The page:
New York, May 23 : The recent peace pact between the Government of Pakistan and the pro-Taliban tribal elders in the Swat region of NWFP might be quite different from those of the past, "because the authorities had an upper hand in the talks", a former US State Department specialist on South Asia has said.
He said that the peace pact has been signed not with the militants but with the tribal elders to hold the latter accountable for enforcing the agreement.
"There is a potentially significant difference because the army - or the Pakistani government - claims that by negotiating with tribal leaders, not militants, they can hold these tribal leaders accountable for enforcing the agreement and make them, the tribal leaders crack down on the militants who are among them," the Dawn quoted Daniel Markey, a fellow at the New York-based Council on Foreign Relations, as saying in an interview.
Markey, who recently visited Pakistan, said: "One of the differences is that this time the Pakistani army has really moved into the area in force and enforced an economic blockade against Mehsud tribes before starting negotiations. It has inflicted various punishments on some of the tribal villages to demonstrate that the army, in fact, has the upper hand."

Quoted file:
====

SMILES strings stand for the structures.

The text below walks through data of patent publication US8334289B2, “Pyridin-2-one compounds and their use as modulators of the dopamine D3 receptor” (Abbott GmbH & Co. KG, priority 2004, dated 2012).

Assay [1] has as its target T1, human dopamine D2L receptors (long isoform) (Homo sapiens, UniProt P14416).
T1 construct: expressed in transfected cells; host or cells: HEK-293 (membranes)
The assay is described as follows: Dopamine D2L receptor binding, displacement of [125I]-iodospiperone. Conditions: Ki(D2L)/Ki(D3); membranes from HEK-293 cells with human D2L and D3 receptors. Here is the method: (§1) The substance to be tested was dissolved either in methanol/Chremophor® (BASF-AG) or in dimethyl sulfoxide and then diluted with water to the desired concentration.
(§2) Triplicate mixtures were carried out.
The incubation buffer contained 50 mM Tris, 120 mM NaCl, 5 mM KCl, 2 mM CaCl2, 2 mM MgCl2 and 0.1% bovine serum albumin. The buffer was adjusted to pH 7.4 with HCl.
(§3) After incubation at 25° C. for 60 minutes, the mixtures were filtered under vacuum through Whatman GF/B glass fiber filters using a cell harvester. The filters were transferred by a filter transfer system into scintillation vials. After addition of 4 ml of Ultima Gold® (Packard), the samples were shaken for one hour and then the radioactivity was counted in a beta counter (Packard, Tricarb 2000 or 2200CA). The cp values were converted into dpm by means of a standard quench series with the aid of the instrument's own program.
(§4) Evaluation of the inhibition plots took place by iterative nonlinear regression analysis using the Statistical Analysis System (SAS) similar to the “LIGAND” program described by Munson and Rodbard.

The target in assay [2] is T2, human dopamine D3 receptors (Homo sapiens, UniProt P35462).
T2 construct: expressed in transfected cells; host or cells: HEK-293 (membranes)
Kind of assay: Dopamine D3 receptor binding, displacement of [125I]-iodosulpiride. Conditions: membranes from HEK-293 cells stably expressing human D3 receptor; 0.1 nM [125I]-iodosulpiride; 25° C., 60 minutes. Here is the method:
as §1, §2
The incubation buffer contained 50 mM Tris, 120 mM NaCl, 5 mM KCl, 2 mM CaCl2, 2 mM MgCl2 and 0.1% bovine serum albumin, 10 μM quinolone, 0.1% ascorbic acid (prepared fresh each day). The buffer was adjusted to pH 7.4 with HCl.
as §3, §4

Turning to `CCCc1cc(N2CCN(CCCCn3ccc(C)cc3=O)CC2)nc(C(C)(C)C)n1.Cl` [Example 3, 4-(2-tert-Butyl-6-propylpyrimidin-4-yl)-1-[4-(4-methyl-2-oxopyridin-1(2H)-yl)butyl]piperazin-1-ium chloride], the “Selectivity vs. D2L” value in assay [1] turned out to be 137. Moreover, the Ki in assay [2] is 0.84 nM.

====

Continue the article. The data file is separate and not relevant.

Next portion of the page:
However, he said that the Bush administration should be concerned about the talks, noting that "according to NATO commanders as well as the US government, there has been a spike in terms of cross-border infiltration from Pakistan into Afghanistan in recent weeks and months, as compared to last year".
Markey added: "It does appear that whatever is happening on the Pakistani side of the border, it is not helping matters in Afghanistan. The kind of deal that we're seeing coming together - and it hasn't quite been finalised between the Pakistani government, and basically that means the Pakistani military with a bit of a civilian face to it, and the Mehsud tribes (in South Waziristan) - is similar to the sort of deals we've seen in the past."
"Those had pretty much always ended poorly. They produced temporary ceasefires that haven't done all that much to end movement into Afghanistan... So it's similar to that, but this time there may be some significant differences and this is something the Pakistani army is taking pains to try to point out," he further said.
Among the militants Baitullah Mehsud's name was the foremost. "(However) there are other leaders, people who have gained leadership either through hereditary titles or because they are popular representatives of the wider tribe, who would be normal negotiating partners with the Pakistani army under these conditions. Those are the leaders whom the Pakistani government claims to be working with to hammer out a deal. Those are the leaders who would be held responsible for making sure people like Baitullah Mehsud and his associates are kept in line if a deal is worked out," he said while explaining the relations between the tribal alders and militants.